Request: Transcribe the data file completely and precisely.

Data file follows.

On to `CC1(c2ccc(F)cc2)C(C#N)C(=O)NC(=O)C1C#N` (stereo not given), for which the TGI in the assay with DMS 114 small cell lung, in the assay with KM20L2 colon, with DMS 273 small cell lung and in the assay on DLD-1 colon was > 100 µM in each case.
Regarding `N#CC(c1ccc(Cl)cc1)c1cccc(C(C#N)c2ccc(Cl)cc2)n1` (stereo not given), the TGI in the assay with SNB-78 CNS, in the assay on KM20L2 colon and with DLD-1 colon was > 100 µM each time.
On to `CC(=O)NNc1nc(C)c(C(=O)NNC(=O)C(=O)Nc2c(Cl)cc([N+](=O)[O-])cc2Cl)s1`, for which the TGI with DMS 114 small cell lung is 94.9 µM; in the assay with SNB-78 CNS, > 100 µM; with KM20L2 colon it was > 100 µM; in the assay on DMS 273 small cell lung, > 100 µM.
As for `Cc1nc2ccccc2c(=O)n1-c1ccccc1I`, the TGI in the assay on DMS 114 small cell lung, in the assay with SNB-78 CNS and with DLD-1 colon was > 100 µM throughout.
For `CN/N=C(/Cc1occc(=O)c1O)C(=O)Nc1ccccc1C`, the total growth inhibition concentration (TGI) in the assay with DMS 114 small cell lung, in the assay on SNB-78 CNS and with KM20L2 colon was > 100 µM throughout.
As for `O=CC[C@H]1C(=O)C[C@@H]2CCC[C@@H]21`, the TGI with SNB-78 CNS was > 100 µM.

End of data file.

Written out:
On to `CC1(c2ccc(F)cc2)C(C#N)C(=O)NC(=O)C1C#N` (stereo not given), for which the TGI in the assay with DMS 114 small cell lung, in the assay with KM20L2 colon, with DMS 273 small cell lung and in the assay on DLD-1 colon was > 100 µM in each case.
Regarding `N#CC(c1ccc(Cl)cc1)c1cccc(C(C#N)c2ccc(Cl)cc2)n1` (stereo not given), the TGI in the assay with SNB-78 CNS, in the assay on KM20L2 colon and with DLD-1 colon was > 100 µM each time.
On to `CC(=O)NNc1nc(C)c(C(=O)NNC(=O)C(=O)Nc2c(Cl)cc([N+](=O)[O-])cc2Cl)s1`, for which the TGI with DMS 114 small cell lung is 94.9 µM; in the assay with SNB-78 CNS, > 100 µM; with KM20L2 colon it was > 100 µM; in the assay on DMS 273 small cell lung, > 100 µM.
As for `Cc1nc2ccccc2c(=O)n1-c1ccccc1I`, the TGI in the assay on DMS 114 small cell lung, in the assay with SNB-78 CNS and with DLD-1 colon was > 100 µM throughout.
For `CN/N=C(/Cc1occc(=O)c1O)C(=O)Nc1ccccc1C`, the total growth inhibition concentration (TGI) in the assay with DMS 114 small cell lung, in the assay on SNB-78 CNS and with KM20L2 colon was > 100 µM throughout.
As for `O=CC[C@H]1C(=O)C[C@@H]2CCC[C@@H]21`, the TGI with SNB-78 CNS was > 100 µM.